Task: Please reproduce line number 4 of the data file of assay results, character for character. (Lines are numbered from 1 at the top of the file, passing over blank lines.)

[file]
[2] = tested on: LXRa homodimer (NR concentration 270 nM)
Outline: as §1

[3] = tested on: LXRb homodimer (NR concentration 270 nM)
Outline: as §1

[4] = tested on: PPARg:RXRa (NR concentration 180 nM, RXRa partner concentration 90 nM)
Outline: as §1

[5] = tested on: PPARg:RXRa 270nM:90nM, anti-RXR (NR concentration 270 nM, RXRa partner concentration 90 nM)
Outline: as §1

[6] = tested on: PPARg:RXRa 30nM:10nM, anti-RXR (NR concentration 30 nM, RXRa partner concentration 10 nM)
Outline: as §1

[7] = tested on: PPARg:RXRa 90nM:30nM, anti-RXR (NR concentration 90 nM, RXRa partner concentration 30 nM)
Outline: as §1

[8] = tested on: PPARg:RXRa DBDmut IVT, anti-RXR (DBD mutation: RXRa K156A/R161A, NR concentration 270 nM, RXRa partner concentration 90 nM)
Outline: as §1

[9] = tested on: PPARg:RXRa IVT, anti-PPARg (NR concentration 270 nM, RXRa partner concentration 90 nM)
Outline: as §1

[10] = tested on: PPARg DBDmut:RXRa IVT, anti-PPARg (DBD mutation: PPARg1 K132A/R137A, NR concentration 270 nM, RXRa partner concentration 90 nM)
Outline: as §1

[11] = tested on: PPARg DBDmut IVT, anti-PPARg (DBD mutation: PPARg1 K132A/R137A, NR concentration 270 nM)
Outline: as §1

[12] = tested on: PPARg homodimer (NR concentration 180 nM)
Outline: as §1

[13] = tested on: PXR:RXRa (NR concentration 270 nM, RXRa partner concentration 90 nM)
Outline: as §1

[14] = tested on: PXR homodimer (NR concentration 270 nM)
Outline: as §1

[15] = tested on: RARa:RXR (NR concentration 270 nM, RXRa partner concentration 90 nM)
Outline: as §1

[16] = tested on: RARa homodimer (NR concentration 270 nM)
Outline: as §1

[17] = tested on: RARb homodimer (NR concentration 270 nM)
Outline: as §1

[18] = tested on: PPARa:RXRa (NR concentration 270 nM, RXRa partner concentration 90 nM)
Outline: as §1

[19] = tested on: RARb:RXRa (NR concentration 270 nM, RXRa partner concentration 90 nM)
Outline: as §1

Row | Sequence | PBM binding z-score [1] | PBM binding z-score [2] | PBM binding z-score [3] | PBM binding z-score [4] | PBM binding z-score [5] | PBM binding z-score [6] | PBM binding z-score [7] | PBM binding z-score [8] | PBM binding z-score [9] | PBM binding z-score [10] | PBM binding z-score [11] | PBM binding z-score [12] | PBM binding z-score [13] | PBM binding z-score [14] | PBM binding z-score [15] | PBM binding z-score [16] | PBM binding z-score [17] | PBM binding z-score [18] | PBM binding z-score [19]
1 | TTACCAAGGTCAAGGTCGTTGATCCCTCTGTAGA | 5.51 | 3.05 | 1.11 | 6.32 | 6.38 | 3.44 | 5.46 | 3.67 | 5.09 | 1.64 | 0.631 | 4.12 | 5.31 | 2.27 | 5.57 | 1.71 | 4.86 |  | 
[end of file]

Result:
Outline: as §1